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MA: Mandatory GPS monitoring of some sex offenders violates privacy rights

Convicted sex offenders retain a constitutional right to privacy, and those rights are being violated by a state law mandating that everyone convicted of some sex crimes wear a GPS monitoring bracelet as part of their sentence, the state’s highest court ruled Tuesday. Full Article

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  1. anon

    “The reproduction and dissemination of child pornography itself harms the children who are depicted and revictimized with each viewing,’’ Gaziano wrote. That would be the judge. Also, how does the victim know every time a person views it? I could see once someone is caught and paraded publicly and the government informs them that the images were found…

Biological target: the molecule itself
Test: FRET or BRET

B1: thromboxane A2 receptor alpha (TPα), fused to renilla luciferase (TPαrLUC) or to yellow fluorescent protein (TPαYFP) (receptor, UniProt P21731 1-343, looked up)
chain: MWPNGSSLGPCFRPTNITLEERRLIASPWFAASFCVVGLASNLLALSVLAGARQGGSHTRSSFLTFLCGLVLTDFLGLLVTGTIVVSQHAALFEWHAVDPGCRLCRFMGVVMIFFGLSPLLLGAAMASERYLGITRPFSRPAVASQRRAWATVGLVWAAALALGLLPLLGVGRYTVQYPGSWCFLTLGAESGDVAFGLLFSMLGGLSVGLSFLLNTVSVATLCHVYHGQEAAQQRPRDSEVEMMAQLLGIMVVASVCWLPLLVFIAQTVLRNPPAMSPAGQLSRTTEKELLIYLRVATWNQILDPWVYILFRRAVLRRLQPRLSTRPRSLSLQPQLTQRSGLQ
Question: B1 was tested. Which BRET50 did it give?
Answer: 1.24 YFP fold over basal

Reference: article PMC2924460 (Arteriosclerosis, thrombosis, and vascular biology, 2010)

• AO

      I recall a story during my time in counseling of one victim who was for years basically harassed and traumatized by the government. The woman was one of the well known victims (lots of videos and images of her). She became one of those victims that has a special status with other such victims that carries extra penalties if you’re caught with their material (I think it’s a federal thing). For a good long time, every time the government caught someone with her images, they’d sent her a notice. She loathed opening the mail box as she had to relive the trauma of what happened to her over and over. She begged the government for years to just stop sending her notices. But they continued doing so as a matter of policy. She finally sued and won to stop this BS. This was one of the best examples of the government not actually caring about the victims and instead just doing things to boast about of how fine of a job they and the registry is doing in keeping people safe.

      • Joe123